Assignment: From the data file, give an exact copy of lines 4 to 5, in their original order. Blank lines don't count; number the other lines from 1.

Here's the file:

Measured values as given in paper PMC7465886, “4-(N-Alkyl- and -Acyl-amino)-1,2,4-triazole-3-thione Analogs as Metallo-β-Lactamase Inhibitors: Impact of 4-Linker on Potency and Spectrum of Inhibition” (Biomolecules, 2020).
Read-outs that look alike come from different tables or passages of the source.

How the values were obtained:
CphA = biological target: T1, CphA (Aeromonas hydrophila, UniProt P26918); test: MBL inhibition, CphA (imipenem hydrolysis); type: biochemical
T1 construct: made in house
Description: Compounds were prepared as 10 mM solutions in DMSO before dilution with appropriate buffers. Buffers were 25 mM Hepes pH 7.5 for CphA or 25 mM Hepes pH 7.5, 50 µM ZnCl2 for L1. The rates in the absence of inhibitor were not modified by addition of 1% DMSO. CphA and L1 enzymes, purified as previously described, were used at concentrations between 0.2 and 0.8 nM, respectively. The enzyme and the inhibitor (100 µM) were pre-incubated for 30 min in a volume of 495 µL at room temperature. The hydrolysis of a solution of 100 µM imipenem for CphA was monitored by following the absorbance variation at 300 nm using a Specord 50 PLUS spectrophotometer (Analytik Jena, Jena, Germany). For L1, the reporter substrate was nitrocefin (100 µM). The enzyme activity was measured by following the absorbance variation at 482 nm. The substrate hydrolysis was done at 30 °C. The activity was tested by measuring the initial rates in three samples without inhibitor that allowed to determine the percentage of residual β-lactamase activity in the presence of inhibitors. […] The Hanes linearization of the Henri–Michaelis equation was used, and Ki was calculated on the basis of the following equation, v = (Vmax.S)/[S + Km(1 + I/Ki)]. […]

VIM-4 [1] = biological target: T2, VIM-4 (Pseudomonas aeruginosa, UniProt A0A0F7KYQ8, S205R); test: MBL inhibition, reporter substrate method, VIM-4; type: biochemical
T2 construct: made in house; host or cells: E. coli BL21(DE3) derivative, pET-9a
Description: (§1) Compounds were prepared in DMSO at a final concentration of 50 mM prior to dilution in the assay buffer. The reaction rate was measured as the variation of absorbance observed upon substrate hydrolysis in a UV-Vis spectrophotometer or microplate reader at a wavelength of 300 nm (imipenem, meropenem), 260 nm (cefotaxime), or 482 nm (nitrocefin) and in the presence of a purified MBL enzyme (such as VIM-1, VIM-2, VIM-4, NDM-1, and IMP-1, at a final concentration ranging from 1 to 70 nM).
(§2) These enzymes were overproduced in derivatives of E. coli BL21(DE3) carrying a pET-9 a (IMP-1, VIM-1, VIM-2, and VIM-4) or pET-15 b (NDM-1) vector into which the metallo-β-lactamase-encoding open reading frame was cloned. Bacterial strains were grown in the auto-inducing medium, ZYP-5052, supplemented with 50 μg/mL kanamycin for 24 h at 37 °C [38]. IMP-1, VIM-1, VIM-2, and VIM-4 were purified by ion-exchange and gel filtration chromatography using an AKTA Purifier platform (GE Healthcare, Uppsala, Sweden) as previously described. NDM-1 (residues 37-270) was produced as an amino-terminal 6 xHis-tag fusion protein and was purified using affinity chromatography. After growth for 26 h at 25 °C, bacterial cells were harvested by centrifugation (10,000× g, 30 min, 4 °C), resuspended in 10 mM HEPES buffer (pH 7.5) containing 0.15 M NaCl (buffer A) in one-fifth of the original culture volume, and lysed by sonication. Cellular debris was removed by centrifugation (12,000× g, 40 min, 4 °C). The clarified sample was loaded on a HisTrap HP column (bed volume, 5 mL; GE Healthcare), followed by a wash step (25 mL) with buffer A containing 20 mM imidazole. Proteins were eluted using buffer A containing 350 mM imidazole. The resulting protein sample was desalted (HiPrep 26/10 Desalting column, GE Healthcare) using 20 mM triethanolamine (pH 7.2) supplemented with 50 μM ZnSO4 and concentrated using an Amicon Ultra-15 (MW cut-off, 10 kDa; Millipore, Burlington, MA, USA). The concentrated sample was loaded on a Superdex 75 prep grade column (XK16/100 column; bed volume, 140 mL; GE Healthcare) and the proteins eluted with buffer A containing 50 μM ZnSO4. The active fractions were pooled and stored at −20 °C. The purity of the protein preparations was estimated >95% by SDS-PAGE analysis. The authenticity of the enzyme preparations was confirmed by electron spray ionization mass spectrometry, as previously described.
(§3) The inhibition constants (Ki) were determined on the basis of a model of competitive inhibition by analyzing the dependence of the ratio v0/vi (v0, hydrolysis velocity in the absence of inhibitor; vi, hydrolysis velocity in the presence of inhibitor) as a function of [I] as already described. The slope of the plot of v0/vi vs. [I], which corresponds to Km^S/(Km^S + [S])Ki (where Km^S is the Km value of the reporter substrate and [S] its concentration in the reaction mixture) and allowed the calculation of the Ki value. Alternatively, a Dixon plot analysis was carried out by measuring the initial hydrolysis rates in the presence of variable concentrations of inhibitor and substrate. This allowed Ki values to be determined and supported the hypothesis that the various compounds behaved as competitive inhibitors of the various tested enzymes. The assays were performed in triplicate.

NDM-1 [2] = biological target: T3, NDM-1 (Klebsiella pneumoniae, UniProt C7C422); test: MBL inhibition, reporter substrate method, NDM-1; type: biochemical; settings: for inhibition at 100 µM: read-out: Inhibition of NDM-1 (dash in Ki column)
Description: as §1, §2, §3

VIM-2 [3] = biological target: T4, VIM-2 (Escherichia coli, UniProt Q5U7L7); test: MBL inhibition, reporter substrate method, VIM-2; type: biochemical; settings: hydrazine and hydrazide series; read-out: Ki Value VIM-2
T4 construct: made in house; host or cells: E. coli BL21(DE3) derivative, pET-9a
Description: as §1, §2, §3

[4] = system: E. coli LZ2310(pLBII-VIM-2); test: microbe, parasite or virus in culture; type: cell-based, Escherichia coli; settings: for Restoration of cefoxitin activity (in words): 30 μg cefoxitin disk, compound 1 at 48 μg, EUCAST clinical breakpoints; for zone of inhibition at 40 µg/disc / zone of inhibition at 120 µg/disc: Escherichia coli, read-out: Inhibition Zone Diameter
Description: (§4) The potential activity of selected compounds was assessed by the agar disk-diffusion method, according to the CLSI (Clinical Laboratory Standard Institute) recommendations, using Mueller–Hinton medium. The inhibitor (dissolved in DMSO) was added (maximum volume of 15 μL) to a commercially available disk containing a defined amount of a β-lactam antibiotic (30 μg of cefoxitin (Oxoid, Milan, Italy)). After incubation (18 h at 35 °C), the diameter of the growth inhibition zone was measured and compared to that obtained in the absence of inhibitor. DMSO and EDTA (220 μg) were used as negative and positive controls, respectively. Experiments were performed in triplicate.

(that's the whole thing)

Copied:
CphA = biological target: T1, CphA (Aeromonas hydrophila, UniProt P26918); test: MBL inhibition, CphA (imipenem hydrolysis); type: biochemical
T1 construct: made in house